I think Art Linkletter had it right. Kids do say the darndest things. Ever since my daughter, who I lovingly refer to as Sweetpea, began to speak in full sentences , she has continued to delight, amaze and amuse me. Sweetpea shows signs of being a very intelligent child. I know what you're thinking, and you're right. I am biased. But that doesn't change the fact that she's smart. She will be four in February, and already she knows all of her numbers through at least 35 (that's about the time she starts getting bored with the counting), all of her alphabet, colors, shapes, seasons, months, days of the week (usually she can tell you what day of the week today is, what month it is and what day of the month), and I'm sure some stuff I haven't even thought to ask her if she knows. She has begun to connect words with the letters they start with, and can usually name five or six words per letter. She has not yet begun to read, but if I miss a word, or even say the wrong word, when reading to her she will quickly correct my error for me. She can operate her game on the laptop, the TV, VCR and DVD player with no help, the surround sound with just a little help and her CD player in her room as long as someone helps her reach it. She knows the name of every movie she owns (as well as a few of the ones I own), where they go on the shelf and can quote most of them by heart (which may be a sign of entirely too much movie watching, but I won't go there). She can identify songs on the radio or on TV as being part of one of her movies, and can usually sing the words right along with it. She still asks about toys I've thrown or put away months ago. She astonishes me on a daily basis, and believe me, I wouldn't have it any other way.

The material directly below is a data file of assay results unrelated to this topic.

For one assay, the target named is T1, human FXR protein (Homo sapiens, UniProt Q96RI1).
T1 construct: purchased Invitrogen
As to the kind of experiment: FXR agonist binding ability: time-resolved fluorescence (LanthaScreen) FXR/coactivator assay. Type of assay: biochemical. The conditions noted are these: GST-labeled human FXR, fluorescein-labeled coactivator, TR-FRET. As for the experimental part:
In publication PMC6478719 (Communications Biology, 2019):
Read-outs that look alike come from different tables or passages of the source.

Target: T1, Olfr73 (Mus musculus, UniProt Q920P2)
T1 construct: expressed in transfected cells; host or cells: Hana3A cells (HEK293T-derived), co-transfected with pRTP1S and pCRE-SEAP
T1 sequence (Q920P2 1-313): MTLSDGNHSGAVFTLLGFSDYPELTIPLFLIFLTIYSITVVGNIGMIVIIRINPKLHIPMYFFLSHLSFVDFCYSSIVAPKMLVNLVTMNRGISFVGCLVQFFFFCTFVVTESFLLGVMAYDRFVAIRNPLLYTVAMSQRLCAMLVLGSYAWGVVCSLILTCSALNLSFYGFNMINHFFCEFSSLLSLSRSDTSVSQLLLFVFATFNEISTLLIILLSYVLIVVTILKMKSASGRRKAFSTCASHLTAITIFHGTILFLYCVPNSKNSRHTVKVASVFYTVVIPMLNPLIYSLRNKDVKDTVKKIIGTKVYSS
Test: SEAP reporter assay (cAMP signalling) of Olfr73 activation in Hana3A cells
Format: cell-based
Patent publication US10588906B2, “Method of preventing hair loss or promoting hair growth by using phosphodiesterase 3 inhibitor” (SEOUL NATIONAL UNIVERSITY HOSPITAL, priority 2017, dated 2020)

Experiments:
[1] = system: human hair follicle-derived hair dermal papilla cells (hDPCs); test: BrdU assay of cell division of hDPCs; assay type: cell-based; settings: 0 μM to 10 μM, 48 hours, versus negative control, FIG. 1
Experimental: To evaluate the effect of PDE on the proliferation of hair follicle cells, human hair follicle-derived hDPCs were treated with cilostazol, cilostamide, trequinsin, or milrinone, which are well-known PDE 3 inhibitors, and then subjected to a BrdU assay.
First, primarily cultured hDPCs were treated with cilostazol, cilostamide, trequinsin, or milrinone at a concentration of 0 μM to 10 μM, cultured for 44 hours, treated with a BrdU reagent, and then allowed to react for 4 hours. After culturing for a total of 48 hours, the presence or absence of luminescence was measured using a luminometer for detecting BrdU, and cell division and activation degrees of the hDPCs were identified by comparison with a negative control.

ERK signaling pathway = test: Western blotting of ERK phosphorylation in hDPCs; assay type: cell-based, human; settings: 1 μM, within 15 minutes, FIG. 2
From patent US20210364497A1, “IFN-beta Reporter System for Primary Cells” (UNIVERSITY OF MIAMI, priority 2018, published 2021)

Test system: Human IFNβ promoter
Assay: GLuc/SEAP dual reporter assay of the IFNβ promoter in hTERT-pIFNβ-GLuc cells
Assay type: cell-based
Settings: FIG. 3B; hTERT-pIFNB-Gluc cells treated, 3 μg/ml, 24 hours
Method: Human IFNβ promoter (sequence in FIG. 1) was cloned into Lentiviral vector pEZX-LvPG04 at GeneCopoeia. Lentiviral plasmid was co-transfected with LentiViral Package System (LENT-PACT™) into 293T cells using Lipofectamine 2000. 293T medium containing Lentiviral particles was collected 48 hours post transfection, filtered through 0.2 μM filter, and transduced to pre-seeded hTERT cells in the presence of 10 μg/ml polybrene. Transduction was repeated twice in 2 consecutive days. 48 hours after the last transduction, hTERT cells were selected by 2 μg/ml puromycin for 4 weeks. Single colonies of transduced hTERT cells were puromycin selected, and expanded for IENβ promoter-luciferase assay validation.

But, much as it appears that way, my reason for writing today is not to brag. It is, instead, to highlight the humor my daughter has brought to my life in just the things she says, many of which I believe can be attributed to her intelligence. Unfortunately there are times that the humor is at my expense, but so goes the way of parenthood. A wise sole once said "Children seldom misquote you. More often than not, they repeat word-for-word what you shouldn't have said." So I discovered recently when, while shopping in my favorite store to hate, Wal-Mart, I yelled at my daughter to stop misbehaving, only to have her retort with tearful eyes "mama, don't kill me!" Several passers by found that fantastically funny. As did my mother-in-law, when Sweetpea dropped something and then uttered "damn" under her breath. Apparently that Sweetpea swore was not the funny part. It was that she knew the appropriate use of the word that was so amusing.